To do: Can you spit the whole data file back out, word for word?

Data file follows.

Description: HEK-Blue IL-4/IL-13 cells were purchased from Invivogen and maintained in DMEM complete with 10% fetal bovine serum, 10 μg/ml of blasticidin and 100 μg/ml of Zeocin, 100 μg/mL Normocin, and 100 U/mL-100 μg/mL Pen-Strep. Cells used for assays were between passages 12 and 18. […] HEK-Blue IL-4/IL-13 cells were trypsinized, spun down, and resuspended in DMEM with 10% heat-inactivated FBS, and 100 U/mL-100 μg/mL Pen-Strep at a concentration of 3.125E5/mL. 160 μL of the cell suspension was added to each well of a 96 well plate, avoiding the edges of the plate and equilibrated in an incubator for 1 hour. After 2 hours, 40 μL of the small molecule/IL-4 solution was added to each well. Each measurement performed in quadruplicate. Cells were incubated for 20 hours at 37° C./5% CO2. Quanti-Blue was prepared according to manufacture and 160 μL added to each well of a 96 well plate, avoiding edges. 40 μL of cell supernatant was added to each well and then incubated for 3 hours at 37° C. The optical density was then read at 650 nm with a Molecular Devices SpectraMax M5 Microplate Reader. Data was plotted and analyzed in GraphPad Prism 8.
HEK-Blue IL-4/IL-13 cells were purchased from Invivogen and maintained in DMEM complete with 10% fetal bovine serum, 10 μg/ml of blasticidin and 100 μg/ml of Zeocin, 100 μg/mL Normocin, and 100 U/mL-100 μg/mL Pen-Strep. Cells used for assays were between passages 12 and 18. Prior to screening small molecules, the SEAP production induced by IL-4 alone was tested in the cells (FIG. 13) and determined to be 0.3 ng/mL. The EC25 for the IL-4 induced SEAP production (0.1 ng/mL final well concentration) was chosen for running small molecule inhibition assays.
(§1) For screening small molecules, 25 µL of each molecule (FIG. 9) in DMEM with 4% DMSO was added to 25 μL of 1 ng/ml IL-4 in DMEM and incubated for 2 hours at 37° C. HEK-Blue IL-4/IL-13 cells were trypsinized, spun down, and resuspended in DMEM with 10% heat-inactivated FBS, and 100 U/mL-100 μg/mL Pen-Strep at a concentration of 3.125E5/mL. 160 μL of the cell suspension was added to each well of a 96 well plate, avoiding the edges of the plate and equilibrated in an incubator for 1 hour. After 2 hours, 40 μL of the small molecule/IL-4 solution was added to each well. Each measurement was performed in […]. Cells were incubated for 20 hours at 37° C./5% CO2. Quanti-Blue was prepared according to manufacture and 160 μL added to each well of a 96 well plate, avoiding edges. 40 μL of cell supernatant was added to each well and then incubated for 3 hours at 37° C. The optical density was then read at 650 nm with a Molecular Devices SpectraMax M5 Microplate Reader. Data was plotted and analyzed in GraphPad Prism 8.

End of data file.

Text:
Description: HEK-Blue IL-4/IL-13 cells were purchased from Invivogen and maintained in DMEM complete with 10% fetal bovine serum, 10 μg/ml of blasticidin and 100 μg/ml of Zeocin, 100 μg/mL Normocin, and 100 U/mL-100 μg/mL Pen-Strep. Cells used for assays were between passages 12 and 18. […] HEK-Blue IL-4/IL-13 cells were trypsinized, spun down, and resuspended in DMEM with 10% heat-inactivated FBS, and 100 U/mL-100 μg/mL Pen-Strep at a concentration of 3.125E5/mL. 160 μL of the cell suspension was added to each well of a 96 well plate, avoiding the edges of the plate and equilibrated in an incubator for 1 hour. After 2 hours, 40 μL of the small molecule/IL-4 solution was added to each well. Each measurement performed in quadruplicate. Cells were incubated for 20 hours at 37° C./5% CO2. Quanti-Blue was prepared according to manufacture and 160 μL added to each well of a 96 well plate, avoiding edges. 40 μL of cell supernatant was added to each well and then incubated for 3 hours at 37° C. The optical density was then read at 650 nm with a Molecular Devices SpectraMax M5 Microplate Reader. Data was plotted and analyzed in GraphPad Prism 8.
HEK-Blue IL-4/IL-13 cells were purchased from Invivogen and maintained in DMEM complete with 10% fetal bovine serum, 10 μg/ml of blasticidin and 100 μg/ml of Zeocin, 100 μg/mL Normocin, and 100 U/mL-100 μg/mL Pen-Strep. Cells used for assays were between passages 12 and 18. Prior to screening small molecules, the SEAP production induced by IL-4 alone was tested in the cells (FIG. 13) and determined to be 0.3 ng/mL. The EC25 for the IL-4 induced SEAP production (0.1 ng/mL final well concentration) was chosen for running small molecule inhibition assays.
(§1) For screening small molecules, 25 µL of each molecule (FIG. 9) in DMEM with 4% DMSO was added to 25 μL of 1 ng/ml IL-4 in DMEM and incubated for 2 hours at 37° C. HEK-Blue IL-4/IL-13 cells were trypsinized, spun down, and resuspended in DMEM with 10% heat-inactivated FBS, and 100 U/mL-100 μg/mL Pen-Strep at a concentration of 3.125E5/mL. 160 μL of the cell suspension was added to each well of a 96 well plate, avoiding the edges of the plate and equilibrated in an incubator for 1 hour. After 2 hours, 40 μL of the small molecule/IL-4 solution was added to each well. Each measurement was performed in […]. Cells were incubated for 20 hours at 37° C./5% CO2. Quanti-Blue was prepared according to manufacture and 160 μL added to each well of a 96 well plate, avoiding edges. 40 μL of cell supernatant was added to each well and then incubated for 3 hours at 37° C. The optical density was then read at 650 nm with a Molecular Devices SpectraMax M5 Microplate Reader. Data was plotted and analyzed in GraphPad Prism 8.